Or, at least I hope they do. It’s been dry around here and we are much in need of a few showers for the garden.
It’s beginning to look like a proper potager again – it always amazes me how it can go from weeds or bare soil to great big plants in such a short period of time. It’s really quite wonderful. It’s amazing that it can look so empty and then be so full just a few short weeks later.
Things are beginning to move on into the garden. The kale, Brussels sprouts, leeks broccoli and cauliflower have all gone outside in the last week, waiting for a right good soaking I hope. The potatoes are beginning to appear, so I’ll be earthing them up soon, and my latest sowings of broad beans and peas are showing. Some lettuces have gone out already and I built a new bed for the clematis I picked up a few weeks ago. It’s going to be a really simple bed, and as the bottom is shady and the top is sunny (which I believe just might work for the clematis) I’m going to see if I can’t find some hostas.
I had both a variegated and a simple hosta back in the UK, and they did really well considering they are possibly a slug’s favourite meal. I’m hoping it will be okay here for them too, tucked up against the wall. There are lots of maidenhair spleenwort ferns that have taken up residence in the wall – actually a very handsome wall, if I do say so myself. On the top, there are some sempervivum that have practically taken over an old oil can and a couple of dishes.
So I dug about 50 cm down and put in a border, planted up the clematis and put in some lilies a friend gave me. I’d put in some pansies as well, but the chickens came and had a real scrape around with them before I could run back with the netting. I’ve also planted some Asclepias tuberosa, or butterfly milkweed. I might move that though, because it doesn’t really go with what I had in mind.
I’d figured I’d have a couple of hostas and some ox-eye daisies. I was quite looking forward to some subtlety, especially after yesterday’s post. And what have I gone and done? I’ve planted orange flowers. Not exactly subtle, now, is it?
Maybe it’ll end up a little show-off corner.
As to what else is in and what else is up…
- Gardener’s Delight tomatoes
- Super Marmande tomatoes
- Alicante tomatoes
- Super Roma tomatoes
- cauliflower ‘merveille de quatre saisons’
- musselburgh leeks
- Autumn Giant leeks
- sweet banana pepper
- Rachel’s cauliflower seeds that I can’t remember the name of
- cheap aubergines
- expensive aubergines
- savoy cabbage
- oak-leaf lettuce
- red lettuce
- brussels sprouts
- red cabbage
- Webbs lettuce
- tabasco pepper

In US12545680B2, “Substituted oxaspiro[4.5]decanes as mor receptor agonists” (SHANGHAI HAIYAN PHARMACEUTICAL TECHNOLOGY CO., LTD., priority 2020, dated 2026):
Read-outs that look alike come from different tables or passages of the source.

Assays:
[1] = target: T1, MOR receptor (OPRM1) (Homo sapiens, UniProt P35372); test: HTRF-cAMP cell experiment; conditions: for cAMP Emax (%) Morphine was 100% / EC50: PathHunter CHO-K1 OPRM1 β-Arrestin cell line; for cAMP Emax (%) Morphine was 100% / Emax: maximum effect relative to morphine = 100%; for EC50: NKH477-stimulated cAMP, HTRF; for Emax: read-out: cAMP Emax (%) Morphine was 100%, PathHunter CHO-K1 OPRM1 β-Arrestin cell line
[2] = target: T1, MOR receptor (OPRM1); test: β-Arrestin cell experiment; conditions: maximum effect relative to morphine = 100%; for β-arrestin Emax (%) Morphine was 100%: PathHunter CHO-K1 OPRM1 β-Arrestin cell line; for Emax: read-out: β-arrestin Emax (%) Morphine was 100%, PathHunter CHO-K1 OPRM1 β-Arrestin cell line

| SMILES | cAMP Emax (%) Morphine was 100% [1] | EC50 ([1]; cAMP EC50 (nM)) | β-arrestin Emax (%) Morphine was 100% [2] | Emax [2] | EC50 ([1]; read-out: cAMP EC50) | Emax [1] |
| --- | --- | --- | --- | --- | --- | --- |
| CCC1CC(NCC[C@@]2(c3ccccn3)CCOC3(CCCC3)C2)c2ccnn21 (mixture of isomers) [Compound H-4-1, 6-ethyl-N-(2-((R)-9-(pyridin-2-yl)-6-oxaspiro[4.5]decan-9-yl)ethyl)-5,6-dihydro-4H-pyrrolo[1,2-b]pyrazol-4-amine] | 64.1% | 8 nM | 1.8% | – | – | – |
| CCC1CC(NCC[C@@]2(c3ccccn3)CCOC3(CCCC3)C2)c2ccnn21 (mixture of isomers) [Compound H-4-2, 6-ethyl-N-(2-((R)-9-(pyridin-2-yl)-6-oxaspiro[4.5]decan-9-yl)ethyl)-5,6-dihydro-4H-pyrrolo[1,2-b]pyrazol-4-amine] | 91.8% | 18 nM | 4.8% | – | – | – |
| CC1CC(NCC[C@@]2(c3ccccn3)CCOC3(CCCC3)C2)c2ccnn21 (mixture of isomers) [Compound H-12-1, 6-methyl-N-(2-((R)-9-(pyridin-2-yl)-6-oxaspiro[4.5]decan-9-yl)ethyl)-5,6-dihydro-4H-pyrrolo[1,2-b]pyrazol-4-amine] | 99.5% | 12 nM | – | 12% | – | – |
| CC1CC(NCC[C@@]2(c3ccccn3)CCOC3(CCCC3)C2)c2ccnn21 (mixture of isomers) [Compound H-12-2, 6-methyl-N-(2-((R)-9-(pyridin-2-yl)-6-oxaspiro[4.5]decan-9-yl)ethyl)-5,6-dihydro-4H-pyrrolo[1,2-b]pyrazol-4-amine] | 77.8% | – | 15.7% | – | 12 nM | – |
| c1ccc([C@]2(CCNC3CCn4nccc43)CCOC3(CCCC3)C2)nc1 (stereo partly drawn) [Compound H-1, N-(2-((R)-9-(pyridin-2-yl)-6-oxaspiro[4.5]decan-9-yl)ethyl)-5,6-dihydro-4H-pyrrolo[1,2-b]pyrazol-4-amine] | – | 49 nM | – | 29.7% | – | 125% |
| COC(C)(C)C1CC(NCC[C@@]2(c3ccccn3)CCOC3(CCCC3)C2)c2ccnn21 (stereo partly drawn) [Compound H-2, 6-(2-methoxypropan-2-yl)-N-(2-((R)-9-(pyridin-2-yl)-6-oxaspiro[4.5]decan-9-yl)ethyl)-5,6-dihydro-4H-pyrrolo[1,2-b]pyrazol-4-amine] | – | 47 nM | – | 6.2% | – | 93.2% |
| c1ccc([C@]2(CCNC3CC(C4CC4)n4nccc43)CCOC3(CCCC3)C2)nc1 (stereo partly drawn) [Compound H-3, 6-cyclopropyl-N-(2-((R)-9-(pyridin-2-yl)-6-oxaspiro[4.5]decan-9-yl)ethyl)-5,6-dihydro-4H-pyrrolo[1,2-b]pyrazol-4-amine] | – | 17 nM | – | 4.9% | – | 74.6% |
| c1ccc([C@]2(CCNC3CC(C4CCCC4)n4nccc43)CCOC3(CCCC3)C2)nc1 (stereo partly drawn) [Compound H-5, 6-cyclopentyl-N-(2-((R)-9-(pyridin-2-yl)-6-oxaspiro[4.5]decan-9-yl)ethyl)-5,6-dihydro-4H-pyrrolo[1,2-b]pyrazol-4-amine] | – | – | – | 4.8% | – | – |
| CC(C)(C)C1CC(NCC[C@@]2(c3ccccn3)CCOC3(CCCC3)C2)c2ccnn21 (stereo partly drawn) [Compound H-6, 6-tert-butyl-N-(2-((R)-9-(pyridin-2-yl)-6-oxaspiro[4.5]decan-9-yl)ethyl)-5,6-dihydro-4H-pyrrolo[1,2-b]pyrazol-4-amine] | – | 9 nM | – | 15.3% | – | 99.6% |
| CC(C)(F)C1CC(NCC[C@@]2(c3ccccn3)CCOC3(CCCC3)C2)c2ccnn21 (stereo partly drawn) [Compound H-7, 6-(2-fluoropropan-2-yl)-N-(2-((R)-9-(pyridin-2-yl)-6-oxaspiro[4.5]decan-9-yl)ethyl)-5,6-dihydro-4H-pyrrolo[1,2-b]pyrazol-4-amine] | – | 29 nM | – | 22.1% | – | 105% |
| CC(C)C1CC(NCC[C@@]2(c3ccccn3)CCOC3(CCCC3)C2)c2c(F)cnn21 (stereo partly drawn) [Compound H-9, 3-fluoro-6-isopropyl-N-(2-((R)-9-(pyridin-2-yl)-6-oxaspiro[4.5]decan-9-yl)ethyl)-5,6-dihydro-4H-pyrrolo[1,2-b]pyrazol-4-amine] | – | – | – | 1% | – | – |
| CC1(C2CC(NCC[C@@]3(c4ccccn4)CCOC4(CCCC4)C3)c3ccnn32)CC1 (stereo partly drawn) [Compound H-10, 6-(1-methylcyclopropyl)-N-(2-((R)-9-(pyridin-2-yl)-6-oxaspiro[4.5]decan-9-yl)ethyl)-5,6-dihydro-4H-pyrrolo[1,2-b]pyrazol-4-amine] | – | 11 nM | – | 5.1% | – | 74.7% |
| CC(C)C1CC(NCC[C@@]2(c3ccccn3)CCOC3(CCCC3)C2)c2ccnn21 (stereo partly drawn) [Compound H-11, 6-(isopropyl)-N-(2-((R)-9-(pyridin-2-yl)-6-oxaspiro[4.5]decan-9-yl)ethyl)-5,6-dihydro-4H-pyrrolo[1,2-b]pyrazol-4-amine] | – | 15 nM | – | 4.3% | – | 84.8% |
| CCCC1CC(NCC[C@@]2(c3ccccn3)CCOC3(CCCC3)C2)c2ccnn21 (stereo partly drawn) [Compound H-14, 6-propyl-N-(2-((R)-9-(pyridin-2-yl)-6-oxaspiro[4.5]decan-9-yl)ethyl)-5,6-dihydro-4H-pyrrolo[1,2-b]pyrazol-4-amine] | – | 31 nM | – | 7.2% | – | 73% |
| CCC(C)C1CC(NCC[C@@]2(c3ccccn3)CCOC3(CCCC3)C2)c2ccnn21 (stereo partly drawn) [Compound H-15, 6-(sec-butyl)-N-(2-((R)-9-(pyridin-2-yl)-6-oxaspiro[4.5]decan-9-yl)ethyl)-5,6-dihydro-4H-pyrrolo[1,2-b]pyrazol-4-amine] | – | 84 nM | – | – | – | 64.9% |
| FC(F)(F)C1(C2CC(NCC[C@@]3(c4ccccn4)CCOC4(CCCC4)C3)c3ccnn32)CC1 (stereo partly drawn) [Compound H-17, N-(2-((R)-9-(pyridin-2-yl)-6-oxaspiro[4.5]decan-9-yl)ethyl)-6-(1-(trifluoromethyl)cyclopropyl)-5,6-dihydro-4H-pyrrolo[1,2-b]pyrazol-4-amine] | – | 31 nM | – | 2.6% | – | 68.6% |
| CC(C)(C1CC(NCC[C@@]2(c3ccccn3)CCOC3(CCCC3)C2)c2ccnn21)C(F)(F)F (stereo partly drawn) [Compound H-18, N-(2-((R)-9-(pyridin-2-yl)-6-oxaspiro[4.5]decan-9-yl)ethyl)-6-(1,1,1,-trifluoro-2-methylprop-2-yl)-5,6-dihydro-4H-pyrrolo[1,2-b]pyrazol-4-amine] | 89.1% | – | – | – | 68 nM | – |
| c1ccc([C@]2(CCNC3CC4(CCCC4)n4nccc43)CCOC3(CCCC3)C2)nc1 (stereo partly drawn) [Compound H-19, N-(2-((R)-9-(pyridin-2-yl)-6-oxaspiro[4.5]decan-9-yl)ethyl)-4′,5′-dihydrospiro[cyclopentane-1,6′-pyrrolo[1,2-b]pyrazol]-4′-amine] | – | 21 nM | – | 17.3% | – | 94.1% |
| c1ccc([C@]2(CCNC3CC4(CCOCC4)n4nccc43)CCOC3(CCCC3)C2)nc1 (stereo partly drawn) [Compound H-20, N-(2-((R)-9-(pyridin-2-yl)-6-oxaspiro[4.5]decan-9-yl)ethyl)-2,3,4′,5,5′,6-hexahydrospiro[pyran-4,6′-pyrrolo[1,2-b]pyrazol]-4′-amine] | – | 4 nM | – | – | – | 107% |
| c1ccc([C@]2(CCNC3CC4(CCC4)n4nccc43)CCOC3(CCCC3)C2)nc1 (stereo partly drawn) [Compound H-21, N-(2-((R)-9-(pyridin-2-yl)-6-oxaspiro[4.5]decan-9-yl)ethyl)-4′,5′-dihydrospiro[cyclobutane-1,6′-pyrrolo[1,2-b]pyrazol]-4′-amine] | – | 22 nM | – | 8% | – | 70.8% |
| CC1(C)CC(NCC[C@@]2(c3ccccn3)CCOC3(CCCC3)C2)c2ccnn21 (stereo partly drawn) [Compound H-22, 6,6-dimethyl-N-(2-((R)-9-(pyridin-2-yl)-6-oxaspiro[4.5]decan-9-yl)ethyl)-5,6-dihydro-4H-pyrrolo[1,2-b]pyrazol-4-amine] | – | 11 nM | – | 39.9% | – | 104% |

- more lettuce
- Reine Marguerite
- prairie fire pepper
- more Gardeners World tomatoes
- runner beans
- normal courgettes
- round courgettes
- broccoli Romanesco
I am very glad I didn’t plant out my tomatoes though – there was a frost this morning. That’s almost the end of April and there’s been a frost. It’s a good two weeks later than last year. All my ratatouille vegetables are still inside, keeping warm in the lean-to.
Once the rain has given my seedlings a good watering, I am going to plant out the rest of the cabbages and broccoli, and put in a line of turnips. Then, finally, I’ll be able to plant up the big patch. It feels like most things are in, or in a position to go in when the weather is right.
At the weekend, I went looking for two kiwi plants for my friend Rachel. It was her birthday. She is a keen gardener as I am, and she has very good taste. We tend to like the same kind of plants I think. I found a nursery in Montbron that is possibly just as good as some of the nurseries I went to back home. I used to drive out to Lady Green garden centre between Southport and Liverpool – I picked up a lot of great plants there, as I did at Crocus. I wish I knew if there was an equivalent of Crocus here. They do lots of specimin plants and perennials that are harder to find in your average garden centre (which is why I loved Lady Green) although the queen of garden centres was Bents, out off the East Lancs road.
I did kind of wonder if the pepinière in Montbron would have a website, and they do! I love this place. It’s small, but they have things I’ve never seen anywhere else in France, like witch hazel. Not only do they have a great website, especially for France, they also have a great English version too! Bonus. That is so infrequent. I write things sometimes that require research, and you wouldn’t believe the number of French websites aimed at tourists that have the worst Franglish. Including, I must add, some of the top-rated places in the region. If they don’t have Franglish, they have nothing at all. That made me even more impressed by the pepinière in Montbron. Not only did they have the best plants I’ve seen, but they have a great website that doesn’t make sounds when you press things and doesn’t rely on flash and has an excellent translation – not that they need to, or, indeed, should.
It also has little show gardens, a bit like Chelsea. I like the fact that the owner is obviously a real plant lover. It makes a change because most of the nurseries round here are chains and they really don’t seem to care much about their plants. It shows when a nursery really loves their plants. You can see it in everything they do.